62 user 1 critic

Oil Storm (2005)

Documentary-style footage reveals the aftermath of disastrous events that disrupt the flow of oil to the United States.




Add Image Add an image

Do you have any images for this title?



Credited cast:
Hazel Knowle
Himself - Narrator (voice)
Frank Milner
Mark Krasnoff ...
John Hamel
Roland Uribe ...
Jack Roden (as Hector Roland Uribe)
Lee Ritchey ...
Ed Matthews
Peter Malof ...
Bob Knowle
Tom McGraff
Michael Brouillet ...
Joe Knowle
Howard Gibbons
Estelle Sanders
Adam McGraff
Rest of cast listed alphabetically:
Malcolm Adams ...
Emergency Medical Technician
Sheila Bailey ...
Mary McGraff
Kim Carrell ...
Boston Riot Leader


This docudrama outlines the effects of a severe oil and gas shortage in the United States, brought on by a hurricane damaging much of the oil infrastructure along the Gulf Coast. The drama is seen through the eyes of stock traders and analysts, a small business owner, government officials and news reporters. The story begins when the massive Hurricane Julia strikes New Orleans, La. In addition to killing thousands of people, the storm - stronger than a Category 5 storm (the strongest on the Saffir-Simpson scale) - destroys a major pipeline at Port Fourchon, La. (as well as wiping out many offshore oil rigs and refineries). As work begins to rebuild the pipeline, the price of gasoline soars to above $3 a gallon. Then, a series of events spiral the gas prices to unheard of levels of $7 per gallon or more. The most notable of these events: Two large oil tankers collide in the Port of Houston, closing that channel down; and Muslim terrorists stage a series of attacks after the United ... Written by Brian Rathjen <briguy_52732@yahoo.com>

Plot Summary | Add Synopsis


Drama | Thriller


TV-14 | See all certifications »





Release Date:

5 June 2005 (USA)  »

Also Known As:

S.O.S. New Orleans! - Olajpánik  »

Filming Locations:


Company Credits

Production Co:

Show detailed on  »

Technical Specs



Aspect Ratio:

1.78 : 1
See  »

Did You Know?


Some scenes filmed at US Coast Guard Vessel Traffic Service Houston/ Galveston, the real traffic management cite of the Houston Ship Channel. See more »

Frequently Asked Questions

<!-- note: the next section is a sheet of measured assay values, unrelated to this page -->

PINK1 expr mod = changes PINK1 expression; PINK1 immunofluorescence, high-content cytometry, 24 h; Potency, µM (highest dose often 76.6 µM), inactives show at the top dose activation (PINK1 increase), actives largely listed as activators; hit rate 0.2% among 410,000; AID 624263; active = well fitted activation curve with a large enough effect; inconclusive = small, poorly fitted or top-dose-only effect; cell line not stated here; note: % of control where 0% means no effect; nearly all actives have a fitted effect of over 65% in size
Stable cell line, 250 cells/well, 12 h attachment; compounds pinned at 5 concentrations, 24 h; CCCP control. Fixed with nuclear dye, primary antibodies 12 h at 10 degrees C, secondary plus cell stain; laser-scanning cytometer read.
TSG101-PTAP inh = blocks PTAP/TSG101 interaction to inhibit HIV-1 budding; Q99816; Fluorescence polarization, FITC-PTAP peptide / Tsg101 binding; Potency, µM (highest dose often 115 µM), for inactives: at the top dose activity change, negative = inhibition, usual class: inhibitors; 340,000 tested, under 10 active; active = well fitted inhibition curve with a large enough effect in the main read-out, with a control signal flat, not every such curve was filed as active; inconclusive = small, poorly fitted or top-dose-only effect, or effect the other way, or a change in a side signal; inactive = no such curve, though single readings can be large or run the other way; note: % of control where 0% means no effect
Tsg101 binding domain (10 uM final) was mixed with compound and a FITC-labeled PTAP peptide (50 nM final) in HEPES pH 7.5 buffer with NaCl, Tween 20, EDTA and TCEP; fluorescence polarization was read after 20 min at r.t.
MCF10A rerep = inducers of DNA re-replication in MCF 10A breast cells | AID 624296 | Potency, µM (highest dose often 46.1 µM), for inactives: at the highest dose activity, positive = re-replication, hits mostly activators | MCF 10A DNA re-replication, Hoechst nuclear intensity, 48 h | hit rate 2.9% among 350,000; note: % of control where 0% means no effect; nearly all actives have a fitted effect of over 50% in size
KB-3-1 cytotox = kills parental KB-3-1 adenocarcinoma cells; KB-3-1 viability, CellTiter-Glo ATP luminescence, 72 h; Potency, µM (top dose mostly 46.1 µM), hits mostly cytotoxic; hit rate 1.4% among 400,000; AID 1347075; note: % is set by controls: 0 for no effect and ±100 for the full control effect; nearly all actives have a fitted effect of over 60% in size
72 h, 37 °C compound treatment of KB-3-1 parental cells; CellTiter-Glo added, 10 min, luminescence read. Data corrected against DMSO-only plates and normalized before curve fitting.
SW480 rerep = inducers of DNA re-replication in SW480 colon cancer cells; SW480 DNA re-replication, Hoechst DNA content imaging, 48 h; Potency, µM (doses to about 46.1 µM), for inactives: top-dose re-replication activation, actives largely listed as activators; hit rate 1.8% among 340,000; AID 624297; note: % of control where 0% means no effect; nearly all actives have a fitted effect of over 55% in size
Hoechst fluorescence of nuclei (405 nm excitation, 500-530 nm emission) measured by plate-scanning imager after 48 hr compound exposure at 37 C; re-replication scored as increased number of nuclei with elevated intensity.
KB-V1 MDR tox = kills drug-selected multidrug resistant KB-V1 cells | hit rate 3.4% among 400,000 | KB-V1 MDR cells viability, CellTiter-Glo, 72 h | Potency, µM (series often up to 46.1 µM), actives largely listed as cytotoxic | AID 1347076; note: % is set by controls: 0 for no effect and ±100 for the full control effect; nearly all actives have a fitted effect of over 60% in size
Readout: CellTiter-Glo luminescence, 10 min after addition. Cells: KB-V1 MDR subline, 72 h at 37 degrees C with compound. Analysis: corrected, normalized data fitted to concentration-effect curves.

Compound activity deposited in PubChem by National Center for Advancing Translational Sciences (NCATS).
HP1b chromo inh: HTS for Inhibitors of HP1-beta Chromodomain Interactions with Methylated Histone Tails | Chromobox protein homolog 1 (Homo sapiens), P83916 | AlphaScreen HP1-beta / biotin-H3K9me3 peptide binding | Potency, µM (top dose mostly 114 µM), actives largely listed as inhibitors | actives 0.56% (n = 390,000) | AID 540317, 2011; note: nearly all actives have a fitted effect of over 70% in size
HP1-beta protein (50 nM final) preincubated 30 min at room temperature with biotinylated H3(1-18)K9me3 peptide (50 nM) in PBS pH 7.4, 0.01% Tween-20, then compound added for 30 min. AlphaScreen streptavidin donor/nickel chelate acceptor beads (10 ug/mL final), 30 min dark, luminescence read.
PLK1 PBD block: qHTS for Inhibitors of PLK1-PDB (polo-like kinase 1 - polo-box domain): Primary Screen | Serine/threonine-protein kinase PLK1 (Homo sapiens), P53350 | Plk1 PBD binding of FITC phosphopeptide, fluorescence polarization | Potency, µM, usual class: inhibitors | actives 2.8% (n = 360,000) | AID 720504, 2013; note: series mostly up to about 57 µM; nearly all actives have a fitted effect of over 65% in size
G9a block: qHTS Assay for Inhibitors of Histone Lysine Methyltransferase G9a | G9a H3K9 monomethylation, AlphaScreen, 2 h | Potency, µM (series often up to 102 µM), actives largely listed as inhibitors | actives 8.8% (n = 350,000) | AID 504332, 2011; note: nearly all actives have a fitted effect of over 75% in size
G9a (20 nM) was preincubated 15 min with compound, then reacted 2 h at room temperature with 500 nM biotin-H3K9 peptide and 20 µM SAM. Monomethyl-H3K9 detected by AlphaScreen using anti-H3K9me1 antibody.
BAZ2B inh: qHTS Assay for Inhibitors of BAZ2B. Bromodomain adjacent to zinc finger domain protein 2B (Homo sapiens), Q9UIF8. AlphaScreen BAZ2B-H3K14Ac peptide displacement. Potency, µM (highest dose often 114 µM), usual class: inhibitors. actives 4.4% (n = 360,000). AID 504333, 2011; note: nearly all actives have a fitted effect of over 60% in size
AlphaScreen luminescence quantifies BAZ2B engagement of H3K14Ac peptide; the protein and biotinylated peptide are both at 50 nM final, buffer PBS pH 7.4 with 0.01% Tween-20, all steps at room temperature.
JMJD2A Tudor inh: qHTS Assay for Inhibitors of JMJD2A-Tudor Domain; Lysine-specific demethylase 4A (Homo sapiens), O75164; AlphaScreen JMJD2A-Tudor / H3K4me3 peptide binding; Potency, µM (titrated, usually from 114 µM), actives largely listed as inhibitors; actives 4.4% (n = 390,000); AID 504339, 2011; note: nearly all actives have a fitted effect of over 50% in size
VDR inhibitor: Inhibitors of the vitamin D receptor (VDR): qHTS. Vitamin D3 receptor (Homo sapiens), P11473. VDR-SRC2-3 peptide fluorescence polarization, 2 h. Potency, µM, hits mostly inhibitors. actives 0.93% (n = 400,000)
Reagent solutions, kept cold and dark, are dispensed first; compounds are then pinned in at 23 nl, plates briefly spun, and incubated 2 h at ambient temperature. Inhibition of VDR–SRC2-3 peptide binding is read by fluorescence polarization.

See more (Spoiler Alert!) »

User Reviews

If a Fraction is True...We're in Trouble
5 June 2005 | by (Los Angeles, California) – See all my reviews

This was an interesting presentation and makes you think about some things. And that's probably what will scare pro-Bush "values voters", having to think about these issues. For them, they'll immediately dismiss it as propaganda, switch back to FOX "News" Channel and stick their heads back in the sand.

For a TV disaster film with a lot of potential to be bad (see the cheese pile known as "10.5"), it is very well done, especially the writing. Cutting together real footage and fictional interviews & staged "events", "Oil Storm" is deeply engaging and VERY believable. Despite the constant reminders that it is a work of fiction, you often feel you're watching a real documentary.

The actors play a huge role in selling it too because without their low-key and subtle performances, it wouldn't have worked. We've all seen fake documentaries where the actors are so bad, the lines so stilted and nail-on-the-head, you know you're watching a fake. With the exception of the teenage son, the entire cast connect with you like real people facing historic crisis.

Also, the narrator plays a valuable role in selling "Oil Storm" as real. His voice is familiar (History Channel, if I remember correctly) and credible in the documentary format. He does a quality job taking you through the series of events set in the future, as though they happened a few years ago.

Most of all, this film presents the harsh reality of just how interdependent and fragile our economy is. For every scenario the film presents, I'd find myself saying, "Well, then I'd just do this...", only to find out oil has an effect on aspects of our lives we never would have imagined. Life becomes more complicated than "I'll just take a bike to work!" While the catalyst events portrayed in "Oil Storm" are fictional and arguably a little unrealistic, there are a number of situations which could throw us into the bottom line - a massive oil shortage. The film is effective in making a strong case for moving the country away from our dependency on foreign oil.

17 of 22 people found this review helpful.  Was this review helpful to you?

Contribute to This Page

Create a character page for: